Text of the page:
by ATFDC Contributor Susan Stipanovich
Even before I arrive at the Alton Lane showroom in DuPont Circle Hal Rubenstein, Fashion Director of InStyle, has the entire room charmed. He is reclined casually on an overstuffed leather couch as he chats earnestly with a few early arrivals about his work at InStyle, Details, Interview and New York Magazine, as well as his time working with great restaurateurs and chefs such as Michael White, Fabio Trabocchi, Steve Hanson, and Sirio Maccioni of Le Cirque. Women nervously approach him and inquire about taking his photograph, murmuring about how handsome he is (and he IS very handsome) and blushing as he graciously allows them to snap photo after photo. All parties revolve around Rubenstein in the cozy showroom as guests sip cocktails and admire the impressive suiting that the boutique offers.
As well-dressed Alton Lane employees usher Mr. Rubenstein to the book-signing table, he notices that the books are tucked away in a nook that isn’t easily accessible to guests. Flashing a mega-watt smile, he quietly asks if the books might be moved closer to the signing table so that guests wouldn’t need to leave the showroom. Seeing the girl’s reluctance to move the considerable mound of books, he smiles again, waves to another well-dressed gentleman, and the two gracefully lift the bench holding all the books and place it inside the showroom. Looking pleased, Mr. Rubenstein beams back at the shocked book girls and goes back to signing copies of his latest release, The Gentry Man: A Guide for the Civilized Male.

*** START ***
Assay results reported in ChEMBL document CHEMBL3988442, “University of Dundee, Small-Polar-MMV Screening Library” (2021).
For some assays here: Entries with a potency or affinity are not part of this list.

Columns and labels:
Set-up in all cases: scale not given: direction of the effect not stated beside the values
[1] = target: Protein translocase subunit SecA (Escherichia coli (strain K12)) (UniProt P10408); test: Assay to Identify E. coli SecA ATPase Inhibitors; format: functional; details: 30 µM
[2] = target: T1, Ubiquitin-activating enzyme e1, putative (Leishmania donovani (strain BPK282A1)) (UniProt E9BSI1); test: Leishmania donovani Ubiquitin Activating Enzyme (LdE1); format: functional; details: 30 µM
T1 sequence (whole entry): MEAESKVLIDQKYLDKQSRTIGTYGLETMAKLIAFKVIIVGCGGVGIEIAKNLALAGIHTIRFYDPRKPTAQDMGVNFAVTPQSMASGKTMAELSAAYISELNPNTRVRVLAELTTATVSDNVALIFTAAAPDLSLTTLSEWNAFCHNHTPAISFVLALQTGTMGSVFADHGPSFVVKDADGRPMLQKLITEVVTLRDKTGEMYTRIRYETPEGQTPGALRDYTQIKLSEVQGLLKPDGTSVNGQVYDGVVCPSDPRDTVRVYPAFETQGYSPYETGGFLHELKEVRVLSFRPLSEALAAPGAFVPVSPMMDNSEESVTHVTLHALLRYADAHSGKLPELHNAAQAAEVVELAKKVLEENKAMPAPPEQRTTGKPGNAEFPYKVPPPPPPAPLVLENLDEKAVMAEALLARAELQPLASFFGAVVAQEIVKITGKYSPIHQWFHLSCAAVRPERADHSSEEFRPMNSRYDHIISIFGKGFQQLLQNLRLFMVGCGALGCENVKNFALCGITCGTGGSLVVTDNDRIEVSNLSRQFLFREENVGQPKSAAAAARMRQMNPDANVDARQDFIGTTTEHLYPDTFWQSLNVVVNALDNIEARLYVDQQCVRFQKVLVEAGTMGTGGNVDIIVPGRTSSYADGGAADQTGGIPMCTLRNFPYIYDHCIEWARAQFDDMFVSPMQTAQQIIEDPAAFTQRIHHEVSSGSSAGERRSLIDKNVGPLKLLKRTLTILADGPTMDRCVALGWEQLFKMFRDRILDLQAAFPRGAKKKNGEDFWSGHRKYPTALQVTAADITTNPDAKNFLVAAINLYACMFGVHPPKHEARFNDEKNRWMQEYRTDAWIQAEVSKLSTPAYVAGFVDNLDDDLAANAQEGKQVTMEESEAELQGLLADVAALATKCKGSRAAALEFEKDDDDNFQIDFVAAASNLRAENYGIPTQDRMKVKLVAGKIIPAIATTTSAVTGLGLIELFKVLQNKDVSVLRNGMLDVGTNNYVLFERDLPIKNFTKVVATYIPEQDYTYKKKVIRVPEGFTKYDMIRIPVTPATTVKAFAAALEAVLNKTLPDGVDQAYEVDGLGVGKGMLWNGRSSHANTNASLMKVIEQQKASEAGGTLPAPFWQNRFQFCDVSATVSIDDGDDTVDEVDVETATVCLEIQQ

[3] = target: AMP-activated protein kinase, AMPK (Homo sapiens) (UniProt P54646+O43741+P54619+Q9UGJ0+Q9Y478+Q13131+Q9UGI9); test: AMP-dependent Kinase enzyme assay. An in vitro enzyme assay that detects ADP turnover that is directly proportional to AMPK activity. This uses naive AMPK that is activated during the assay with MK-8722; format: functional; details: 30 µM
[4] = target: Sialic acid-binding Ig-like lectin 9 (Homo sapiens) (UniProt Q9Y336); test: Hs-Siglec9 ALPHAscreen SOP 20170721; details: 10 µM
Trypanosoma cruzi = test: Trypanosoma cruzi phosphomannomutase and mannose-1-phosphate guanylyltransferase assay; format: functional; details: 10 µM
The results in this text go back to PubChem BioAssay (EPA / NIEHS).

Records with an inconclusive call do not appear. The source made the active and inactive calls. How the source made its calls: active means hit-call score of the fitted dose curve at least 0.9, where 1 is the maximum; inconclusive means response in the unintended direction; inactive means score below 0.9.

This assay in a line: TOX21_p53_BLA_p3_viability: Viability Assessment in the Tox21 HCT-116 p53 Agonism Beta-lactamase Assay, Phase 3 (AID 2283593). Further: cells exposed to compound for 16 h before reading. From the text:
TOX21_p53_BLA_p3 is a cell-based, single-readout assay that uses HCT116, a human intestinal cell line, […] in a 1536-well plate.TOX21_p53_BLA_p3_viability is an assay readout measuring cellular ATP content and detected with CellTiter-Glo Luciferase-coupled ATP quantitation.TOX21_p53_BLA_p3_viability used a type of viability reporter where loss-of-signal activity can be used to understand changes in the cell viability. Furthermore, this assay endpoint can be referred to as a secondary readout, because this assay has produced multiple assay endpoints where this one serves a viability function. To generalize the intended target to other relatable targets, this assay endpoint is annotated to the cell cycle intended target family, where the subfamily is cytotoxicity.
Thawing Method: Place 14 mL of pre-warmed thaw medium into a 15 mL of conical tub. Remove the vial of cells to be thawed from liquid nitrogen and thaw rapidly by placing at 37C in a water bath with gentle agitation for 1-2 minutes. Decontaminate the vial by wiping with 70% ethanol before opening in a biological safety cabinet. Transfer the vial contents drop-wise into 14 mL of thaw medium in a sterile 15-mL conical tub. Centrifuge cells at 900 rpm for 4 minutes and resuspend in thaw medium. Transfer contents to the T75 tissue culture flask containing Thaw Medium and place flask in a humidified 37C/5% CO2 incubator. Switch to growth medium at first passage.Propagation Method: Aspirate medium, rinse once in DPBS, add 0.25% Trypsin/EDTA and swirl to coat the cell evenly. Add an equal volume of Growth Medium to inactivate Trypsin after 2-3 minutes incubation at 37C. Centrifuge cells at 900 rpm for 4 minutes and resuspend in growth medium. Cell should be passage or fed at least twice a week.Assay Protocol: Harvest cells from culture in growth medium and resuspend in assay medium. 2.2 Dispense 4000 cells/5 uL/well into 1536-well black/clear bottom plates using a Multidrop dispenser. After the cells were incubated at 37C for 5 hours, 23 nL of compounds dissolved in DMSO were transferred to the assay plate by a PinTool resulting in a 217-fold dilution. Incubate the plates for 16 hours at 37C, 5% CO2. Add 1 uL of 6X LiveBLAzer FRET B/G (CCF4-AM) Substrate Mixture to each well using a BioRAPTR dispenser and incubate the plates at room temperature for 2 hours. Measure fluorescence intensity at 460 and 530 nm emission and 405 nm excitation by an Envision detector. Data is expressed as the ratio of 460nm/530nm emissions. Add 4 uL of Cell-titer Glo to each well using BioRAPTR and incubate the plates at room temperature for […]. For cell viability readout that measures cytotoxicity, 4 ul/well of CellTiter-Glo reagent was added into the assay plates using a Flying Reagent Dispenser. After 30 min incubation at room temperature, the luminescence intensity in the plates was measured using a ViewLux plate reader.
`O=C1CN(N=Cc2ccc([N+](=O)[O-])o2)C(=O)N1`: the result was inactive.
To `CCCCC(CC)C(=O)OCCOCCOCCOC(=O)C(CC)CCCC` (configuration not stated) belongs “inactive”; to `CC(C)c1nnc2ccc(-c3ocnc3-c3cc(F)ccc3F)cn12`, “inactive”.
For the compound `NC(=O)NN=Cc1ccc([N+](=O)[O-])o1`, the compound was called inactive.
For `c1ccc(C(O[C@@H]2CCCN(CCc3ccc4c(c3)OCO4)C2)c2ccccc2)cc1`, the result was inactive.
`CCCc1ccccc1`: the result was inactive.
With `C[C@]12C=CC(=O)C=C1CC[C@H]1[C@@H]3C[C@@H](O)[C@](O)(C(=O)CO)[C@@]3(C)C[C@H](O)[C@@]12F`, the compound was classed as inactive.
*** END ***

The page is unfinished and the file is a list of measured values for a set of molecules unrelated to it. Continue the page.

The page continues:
Rubenstein’s other book, 100 Unforgettable Dresses was also available and was very popular with the ladies in attendance who snapped up copies and excitedly approached Mr. Rubenstein to sign them. With his impeccable, scrolling penmanship, Rubenstein would carefully inscribe each book with a special message to the books’ owner, asking questions and inquiring about how they have enjoyed the book so far. Each guest left the signing table clutching their newly personalized copy and gushing, “He’s just so nice.” As the evening progresses, we find out that the unstoppable Mr. Rubenstein is a veritable Jack of All Trades, having dabbled in an endless list of hobbies and professional pursuits. He has acted, sang, danced, taught high school English, and co-edited an encyclopedia on American film directors. He has written about film, investment photography, movie stars, street musicians and strippers (both sexes), edited speeches for speakers at the United Nations, waited on tables and been a line cook, and run a catering business. By the end of the evening, with all guests charmed and in possession of his latest literary creations, Hal Rubenstein makes one last pass over the room, thanking guests and commenting on how much he enjoyed meeting them.
At the end of the night, guests exits the showroom chatting about their endless admiration for Rubenstein and enthusiastically listing a new ‘bucket list’ for themselves.
All images by Alex Kafka for All Things Fashion DC
Susan Stipanovich is a stylist and writer who lives and works in Washington D.C. She researches counter terrorism methods and international security sector reform in Africa and the Middle East by day as a Department of Defense associate and spends her free time curating a fashionable lifestyle through her blog Hepburn Loves Givenchy.